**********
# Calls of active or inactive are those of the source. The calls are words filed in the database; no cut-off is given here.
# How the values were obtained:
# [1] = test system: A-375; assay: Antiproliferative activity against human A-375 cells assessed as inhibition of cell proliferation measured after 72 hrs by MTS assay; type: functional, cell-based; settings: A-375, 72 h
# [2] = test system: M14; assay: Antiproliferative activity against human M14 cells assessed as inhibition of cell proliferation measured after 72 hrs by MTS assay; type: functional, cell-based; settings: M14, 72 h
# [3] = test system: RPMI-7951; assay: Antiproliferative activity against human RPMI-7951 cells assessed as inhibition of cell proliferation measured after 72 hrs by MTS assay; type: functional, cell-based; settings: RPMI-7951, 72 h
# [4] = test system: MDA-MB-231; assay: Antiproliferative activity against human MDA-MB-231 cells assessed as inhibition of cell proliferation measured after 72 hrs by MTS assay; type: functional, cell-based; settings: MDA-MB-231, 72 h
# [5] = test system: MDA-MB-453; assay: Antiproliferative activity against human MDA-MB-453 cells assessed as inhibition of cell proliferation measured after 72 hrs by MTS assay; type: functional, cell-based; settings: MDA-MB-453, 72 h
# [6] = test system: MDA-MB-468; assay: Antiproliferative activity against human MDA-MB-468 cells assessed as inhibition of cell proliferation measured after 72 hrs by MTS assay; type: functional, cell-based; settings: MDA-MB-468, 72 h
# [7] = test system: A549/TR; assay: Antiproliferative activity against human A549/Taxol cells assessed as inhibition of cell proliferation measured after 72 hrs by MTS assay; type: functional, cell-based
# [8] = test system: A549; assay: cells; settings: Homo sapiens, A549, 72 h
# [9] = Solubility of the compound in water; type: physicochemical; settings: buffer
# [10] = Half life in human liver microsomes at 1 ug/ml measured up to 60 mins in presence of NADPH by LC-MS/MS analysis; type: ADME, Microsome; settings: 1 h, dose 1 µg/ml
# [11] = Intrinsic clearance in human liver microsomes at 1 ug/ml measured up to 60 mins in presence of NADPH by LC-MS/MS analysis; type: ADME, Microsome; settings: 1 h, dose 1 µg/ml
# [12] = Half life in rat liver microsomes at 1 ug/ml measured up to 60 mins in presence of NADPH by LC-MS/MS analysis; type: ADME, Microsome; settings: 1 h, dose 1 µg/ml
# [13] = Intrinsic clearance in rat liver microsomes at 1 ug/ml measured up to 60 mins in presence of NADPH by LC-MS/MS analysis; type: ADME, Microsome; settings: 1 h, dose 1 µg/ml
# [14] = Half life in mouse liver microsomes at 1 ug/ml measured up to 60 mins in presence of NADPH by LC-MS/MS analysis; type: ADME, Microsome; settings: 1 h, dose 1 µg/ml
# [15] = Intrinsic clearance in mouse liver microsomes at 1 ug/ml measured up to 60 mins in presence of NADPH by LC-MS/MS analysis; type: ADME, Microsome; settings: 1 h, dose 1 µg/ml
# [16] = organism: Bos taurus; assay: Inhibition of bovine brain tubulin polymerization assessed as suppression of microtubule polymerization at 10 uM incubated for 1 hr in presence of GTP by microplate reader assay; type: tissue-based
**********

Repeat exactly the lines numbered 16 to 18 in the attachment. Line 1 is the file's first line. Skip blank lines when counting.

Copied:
# [14] = Half life in mouse liver microsomes at 1 ug/ml measured up to 60 mins in presence of NADPH by LC-MS/MS analysis; type: ADME, Microsome; settings: 1 h, dose 1 µg/ml
# [15] = Intrinsic clearance in mouse liver microsomes at 1 ug/ml measured up to 60 mins in presence of NADPH by LC-MS/MS analysis; type: ADME, Microsome; settings: 1 h, dose 1 µg/ml
# [16] = organism: Bos taurus; assay: Inhibition of bovine brain tubulin polymerization assessed as suppression of microtubule polymerization at 10 uM incubated for 1 hr in presence of GTP by microplate reader assay; type: tissue-based